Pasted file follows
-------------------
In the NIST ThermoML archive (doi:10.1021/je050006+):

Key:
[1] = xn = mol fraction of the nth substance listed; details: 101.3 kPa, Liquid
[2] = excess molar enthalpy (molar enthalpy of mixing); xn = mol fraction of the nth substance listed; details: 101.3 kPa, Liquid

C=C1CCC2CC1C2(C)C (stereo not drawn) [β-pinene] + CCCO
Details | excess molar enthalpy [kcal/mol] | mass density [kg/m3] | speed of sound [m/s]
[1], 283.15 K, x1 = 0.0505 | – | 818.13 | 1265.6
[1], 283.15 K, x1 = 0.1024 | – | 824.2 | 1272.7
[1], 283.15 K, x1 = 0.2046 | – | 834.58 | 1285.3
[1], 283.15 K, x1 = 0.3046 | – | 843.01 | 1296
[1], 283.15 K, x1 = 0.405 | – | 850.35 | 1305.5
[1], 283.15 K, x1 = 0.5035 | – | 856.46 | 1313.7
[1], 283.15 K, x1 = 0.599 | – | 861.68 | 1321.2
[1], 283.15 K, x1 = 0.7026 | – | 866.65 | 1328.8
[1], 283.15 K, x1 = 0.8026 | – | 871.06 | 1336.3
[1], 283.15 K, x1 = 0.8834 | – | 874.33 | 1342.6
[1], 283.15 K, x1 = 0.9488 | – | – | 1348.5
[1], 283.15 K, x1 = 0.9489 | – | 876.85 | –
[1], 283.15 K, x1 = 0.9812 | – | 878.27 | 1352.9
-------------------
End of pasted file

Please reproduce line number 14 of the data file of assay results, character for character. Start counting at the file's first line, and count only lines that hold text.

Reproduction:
[1], 283.15 K, x1 = 0.7026 | – | 866.65 | 1328.8